Exchange-Traded Equity Options


Call and put options on the shares of individual companies can be traded over-the-counter (OTC) with dealers or on major derivatives exchanges such as Eurex, NYSE Liffe, and the Chicago Board Options Exchange (CBOE). On the exchanges the more actively traded contracts can be bought and sold without greatly affecting the market price. In addition, the settlement of contracts is guaranteed by the clearing house associated with the exchange, which effectively eliminates counterparty default risk (see also Chapter 20 which covers clearing).
Some exchanges have introduced so-called FLEX option contracts which allow investors to tailor certain terms of a contract. However, most exchange-traded options are standardized. There are a set number of strikes and expiry dates available, and it is not generally possible to trade options on the shares of smaller companies.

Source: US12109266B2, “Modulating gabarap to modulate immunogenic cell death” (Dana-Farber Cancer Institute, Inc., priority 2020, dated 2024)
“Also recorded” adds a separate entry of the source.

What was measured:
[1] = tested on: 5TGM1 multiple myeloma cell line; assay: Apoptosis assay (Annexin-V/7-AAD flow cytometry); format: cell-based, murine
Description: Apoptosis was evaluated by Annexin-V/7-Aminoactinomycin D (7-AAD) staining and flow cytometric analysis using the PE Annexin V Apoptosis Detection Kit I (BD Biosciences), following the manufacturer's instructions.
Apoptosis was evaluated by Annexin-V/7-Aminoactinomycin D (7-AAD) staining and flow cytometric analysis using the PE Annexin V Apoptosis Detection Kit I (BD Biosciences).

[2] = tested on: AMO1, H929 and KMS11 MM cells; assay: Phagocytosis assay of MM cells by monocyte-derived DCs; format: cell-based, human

By contrast, in the OTC market dealers will sell and buy options on a wide range of underlying shares, as long as they can find a way to manage the risks involved. Also, OTC dealers offer a huge variety of nonstandard contracts known collectively as exotic options. Appendix B describes some of the main types of exotic options.


With some exchange-traded options the buyer is not required to pay the full premium at the outset. Instead, the buyer deposits a proportion of the premium as initial margin. However if the option is exercised the full premium has to ...

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